It’s the end of a bloody year in more ways than one, with the human race forced to change itself from being a social animal to a house-bound one, and depression and anxiety the norm rather than the exception.

Think yourself lucky. In Afghanistan, no one has the time for the coronavirus. They’re more engaged in trying to survive the Taliban. For the so-called ‘international community,’ which in this case, translates into the United States and its allies, it was a year of shame, for having abandoned an entire people to a fully known and comprehended danger.

As Afghanistan slides into an abyss of misery and danger through no fault of its own, it is vital that some constants about the most recent phase of war are recognised, so that policy in major capitals is less revoltingly gauche and predictable.

The Taliban Whitewashed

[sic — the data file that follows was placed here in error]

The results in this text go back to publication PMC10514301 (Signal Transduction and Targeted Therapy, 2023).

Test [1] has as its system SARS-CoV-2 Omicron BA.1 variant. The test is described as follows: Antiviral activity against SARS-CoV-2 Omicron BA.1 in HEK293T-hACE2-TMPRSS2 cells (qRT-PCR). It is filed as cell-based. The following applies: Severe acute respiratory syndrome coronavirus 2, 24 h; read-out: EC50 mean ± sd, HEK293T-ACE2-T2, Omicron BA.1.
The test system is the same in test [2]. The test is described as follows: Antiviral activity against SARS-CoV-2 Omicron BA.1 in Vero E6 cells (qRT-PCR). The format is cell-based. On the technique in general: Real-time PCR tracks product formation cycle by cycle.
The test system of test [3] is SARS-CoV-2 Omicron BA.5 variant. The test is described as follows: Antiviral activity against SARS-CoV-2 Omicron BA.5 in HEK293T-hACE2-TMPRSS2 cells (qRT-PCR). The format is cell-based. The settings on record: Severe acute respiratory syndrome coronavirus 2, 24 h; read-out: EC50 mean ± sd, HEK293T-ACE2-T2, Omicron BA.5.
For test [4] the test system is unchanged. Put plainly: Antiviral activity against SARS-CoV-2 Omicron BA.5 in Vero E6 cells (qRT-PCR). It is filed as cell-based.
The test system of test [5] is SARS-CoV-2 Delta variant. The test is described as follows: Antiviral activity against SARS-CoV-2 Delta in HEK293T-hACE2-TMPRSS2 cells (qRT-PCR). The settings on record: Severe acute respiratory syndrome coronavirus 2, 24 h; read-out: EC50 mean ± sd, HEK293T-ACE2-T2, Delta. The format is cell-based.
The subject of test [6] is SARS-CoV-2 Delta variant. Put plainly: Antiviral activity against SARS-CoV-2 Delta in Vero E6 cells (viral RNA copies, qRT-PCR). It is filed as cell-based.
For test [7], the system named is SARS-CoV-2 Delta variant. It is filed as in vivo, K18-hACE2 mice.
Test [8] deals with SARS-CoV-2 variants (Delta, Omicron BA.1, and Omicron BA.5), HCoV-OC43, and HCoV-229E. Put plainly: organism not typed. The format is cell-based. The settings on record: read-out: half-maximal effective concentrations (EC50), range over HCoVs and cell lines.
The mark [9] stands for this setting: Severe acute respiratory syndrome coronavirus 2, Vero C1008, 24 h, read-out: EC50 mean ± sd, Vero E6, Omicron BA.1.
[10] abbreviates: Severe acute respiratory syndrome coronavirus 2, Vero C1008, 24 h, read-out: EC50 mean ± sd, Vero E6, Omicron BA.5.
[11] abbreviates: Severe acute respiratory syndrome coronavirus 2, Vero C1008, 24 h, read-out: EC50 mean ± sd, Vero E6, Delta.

First, everyone with a grain of sense knew that the Taliban had ‘won’, once President Trump signed the Agreement with the Taliban in early 2020. Once the US had set a date for withdrawal, President Ghani’s days were numbered, even if he had been a model of good governance ( which he was not) or how much talk there was about an ‘intra-afghan’ dialogue.

As Zalmay Khalilzad negotiated in Pakistan, the self-deception was complete, with teams of experts even inserted to instruct the Afghans how to go about the entire process of power-sharing, based on a whole academic field of ‘ending/ managing/ post-conflict’ analysis behind it.

If there ever was a plan entirely unrooted in reality, this was it. The lesson?

The last two should have been forever demolished by the image of DG ISI Faiz Hameed sipping his tea in Kabul, while his Prime Minister whooped it up by declaring that Afghanistan had ‘broken the shackles of slavery’. So Pakistan duped the international community and all its ‘special envoys’ completely. That much should have been clear as a factor for the future too. Sadly it’s not.